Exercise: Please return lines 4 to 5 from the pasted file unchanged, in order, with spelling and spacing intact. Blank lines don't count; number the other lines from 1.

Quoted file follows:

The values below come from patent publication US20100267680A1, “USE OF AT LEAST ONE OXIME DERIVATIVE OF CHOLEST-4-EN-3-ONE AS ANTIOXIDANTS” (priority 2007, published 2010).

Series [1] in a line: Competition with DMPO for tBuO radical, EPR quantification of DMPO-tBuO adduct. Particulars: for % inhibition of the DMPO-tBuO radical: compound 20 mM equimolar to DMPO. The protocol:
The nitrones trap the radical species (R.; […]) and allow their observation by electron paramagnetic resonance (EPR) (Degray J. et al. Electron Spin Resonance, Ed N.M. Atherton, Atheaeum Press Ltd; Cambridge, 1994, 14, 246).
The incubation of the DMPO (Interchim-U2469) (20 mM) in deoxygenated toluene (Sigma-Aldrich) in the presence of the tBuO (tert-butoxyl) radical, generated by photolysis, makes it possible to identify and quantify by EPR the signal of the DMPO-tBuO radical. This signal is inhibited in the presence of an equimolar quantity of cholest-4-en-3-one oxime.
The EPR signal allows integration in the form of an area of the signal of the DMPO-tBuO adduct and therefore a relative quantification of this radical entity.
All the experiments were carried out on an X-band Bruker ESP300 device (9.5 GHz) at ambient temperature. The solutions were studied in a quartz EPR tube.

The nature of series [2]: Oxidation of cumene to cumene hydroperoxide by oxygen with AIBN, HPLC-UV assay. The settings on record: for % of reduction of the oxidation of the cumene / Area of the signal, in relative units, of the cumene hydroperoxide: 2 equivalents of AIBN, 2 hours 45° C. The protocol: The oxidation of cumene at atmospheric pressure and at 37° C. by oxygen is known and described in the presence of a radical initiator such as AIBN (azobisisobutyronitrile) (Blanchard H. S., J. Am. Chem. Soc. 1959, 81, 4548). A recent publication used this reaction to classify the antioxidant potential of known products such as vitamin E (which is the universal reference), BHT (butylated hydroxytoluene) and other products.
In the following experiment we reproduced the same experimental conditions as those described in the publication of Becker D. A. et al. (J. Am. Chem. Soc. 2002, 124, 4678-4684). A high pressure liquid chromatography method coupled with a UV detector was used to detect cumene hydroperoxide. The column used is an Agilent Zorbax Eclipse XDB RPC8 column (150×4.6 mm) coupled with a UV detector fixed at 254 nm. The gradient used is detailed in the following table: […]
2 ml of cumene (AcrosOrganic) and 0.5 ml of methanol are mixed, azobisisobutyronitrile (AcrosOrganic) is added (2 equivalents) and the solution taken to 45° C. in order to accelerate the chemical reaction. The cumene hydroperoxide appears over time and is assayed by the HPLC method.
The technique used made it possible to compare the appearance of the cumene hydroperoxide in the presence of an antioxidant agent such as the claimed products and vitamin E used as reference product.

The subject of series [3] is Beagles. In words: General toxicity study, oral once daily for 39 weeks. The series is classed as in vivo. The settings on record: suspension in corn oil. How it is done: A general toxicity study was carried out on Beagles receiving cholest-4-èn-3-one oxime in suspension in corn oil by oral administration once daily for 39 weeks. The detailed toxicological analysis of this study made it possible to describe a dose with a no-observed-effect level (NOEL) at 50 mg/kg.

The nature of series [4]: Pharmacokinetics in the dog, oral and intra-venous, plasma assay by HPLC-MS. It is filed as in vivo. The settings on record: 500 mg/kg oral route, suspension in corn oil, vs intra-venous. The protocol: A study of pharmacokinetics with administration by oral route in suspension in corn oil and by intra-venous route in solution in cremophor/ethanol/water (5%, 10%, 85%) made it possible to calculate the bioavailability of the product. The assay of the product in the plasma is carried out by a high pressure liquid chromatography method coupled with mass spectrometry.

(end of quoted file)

The incubation of the DMPO (Interchim-U2469) (20 mM) in deoxygenated toluene (Sigma-Aldrich) in the presence of the tBuO (tert-butoxyl) radical, generated by photolysis, makes it possible to identify and quantify by EPR the signal of the DMPO-tBuO radical. This signal is inhibited in the presence of an equimolar quantity of cholest-4-en-3-one oxime.
The EPR signal allows integration in the form of an area of the signal of the DMPO-tBuO adduct and therefore a relative quantification of this radical entity.